Continuing the fleshing out of rail-served structures at Eugene, I moved on to a couple of relatively conventional uses of kits. The first structure used the Design Preservation Models kit for “Drywell inks” (243-40100) to serve as my Oregon Supply. This structure is at the end of a spur just up from my Eugene depot.
Construction was straight-forward for a DPM kit. Assemble the separate modular pieces into walls and then build those up into the structure. I added a bit of extra bracing on the inside to support a floor for the second story and another floor for the freight dock wing. Added to the roofs for these two section, this provided extra rigidity to the structure. The second story floor also provided a needed visual block.
Basic structure built for my Oregon Supply. Brick mortar has been added to the oxide red walls.
As seen in the photo, I left out the windows, doors, floors and roofs from the structure to allow easy treatment of the brick. In contrast to the Eugene depot where I used a dilute paint wash for the mortar, I instead used colored drywall mud for the mortar on this structure. That technique was described in a recent Trainmasters TV episode. I thought it was worth a try. After giving the structure brick walls a coat of oxide red paint, I mixed up a small batch of drywall compound with a dab of gray acrylic paint. Though I am happy enough with the end result, I can see why Barry Silverthorne recommended using black paint for the mixture. The mud drys lighter than its moist state. The mud is spread onto the brick, working into the molded crevices. Much of the mud can be wiped off with a putty knife, while still wet. After the mixture sets, I went back with a cotton swab dipped in alcohol to further clean off the brick faces. A light spray with the oxide red paint helps blend everything together and tones down the lighter mortar.
I had to be careful selecting the trim color for windows and doors. The nearby depot used a dark green—a common trim color for structures such as this. I instead chose a tan color, one I use as a base for representing wood components. Here, I simply wanted a neutral trim. This structure needed to be distinct from the nearby depot.
I assembled the rest of the building pretty much as described in the DPM instructions. Once again, I found canopy cement a useful adhesive. I used it to install the painted windows and doors, the floors and roofs and the details. I even found it easier to work with when joining a pair of white metal castings for one of the feed pipes from the tank.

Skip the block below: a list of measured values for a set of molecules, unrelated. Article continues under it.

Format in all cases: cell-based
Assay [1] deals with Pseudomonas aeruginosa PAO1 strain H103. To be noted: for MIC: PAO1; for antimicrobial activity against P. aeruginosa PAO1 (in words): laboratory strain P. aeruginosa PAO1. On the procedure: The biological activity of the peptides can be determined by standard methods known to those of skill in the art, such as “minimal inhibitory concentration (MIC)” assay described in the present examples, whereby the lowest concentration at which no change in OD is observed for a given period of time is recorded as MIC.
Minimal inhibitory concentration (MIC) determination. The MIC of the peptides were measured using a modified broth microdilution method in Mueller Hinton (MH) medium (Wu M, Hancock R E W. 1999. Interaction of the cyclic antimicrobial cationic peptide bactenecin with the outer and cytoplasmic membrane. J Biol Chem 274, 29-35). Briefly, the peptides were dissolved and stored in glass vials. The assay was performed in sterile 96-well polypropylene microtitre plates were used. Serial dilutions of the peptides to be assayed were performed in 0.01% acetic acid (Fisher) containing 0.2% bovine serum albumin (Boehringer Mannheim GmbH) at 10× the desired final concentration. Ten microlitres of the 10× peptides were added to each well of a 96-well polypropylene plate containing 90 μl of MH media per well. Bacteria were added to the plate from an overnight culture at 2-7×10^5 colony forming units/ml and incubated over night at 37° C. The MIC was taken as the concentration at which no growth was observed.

Street-side view of Oregon Supply. This side faces the backdrop in my Eugene scene.
Oregon Supply placed on the layout.
The second industry in the Eugene area I used a kit for was a set of warehouses for the Eugene Water and Electric Board (EWEB) materials yard. These structures needed to occupy a narrow strip between the EWEB spur and the curved backdrop. I used the Walthers “Clayton County Lumber kit (933-2911). This kit provides four corrugated iron structures, one of which is pie-slice-shaped, intended to serve on a curved siding. I chose to keep three of the four structures in line, including the one intended to bend the structure group around a curve. The major modification I made to all of the structures was to narrow them and angle their cut-off rears to fit against the curved backdrop. This was a relatively simple modification. I recently finally found a spray can of aluminum paint (not gloss silver), which provides a far better base for representing galvanized corrugated siding and roofing. With this base coat, and often while still moist, I use a light overspray of a chalky aged gray. Both of these were Rustoleum spray cans.
EWEB warehouses fitted up against the curved backdrop at the RR-West end of Eugene. I need to replace the kit stairs and platform for the office on the left to better account for the proximity to the rail spur.
I will weather both sets of structures further, but for now, I have another couple of three-dimensional structures fleshing out the rail-served industries at Eugene.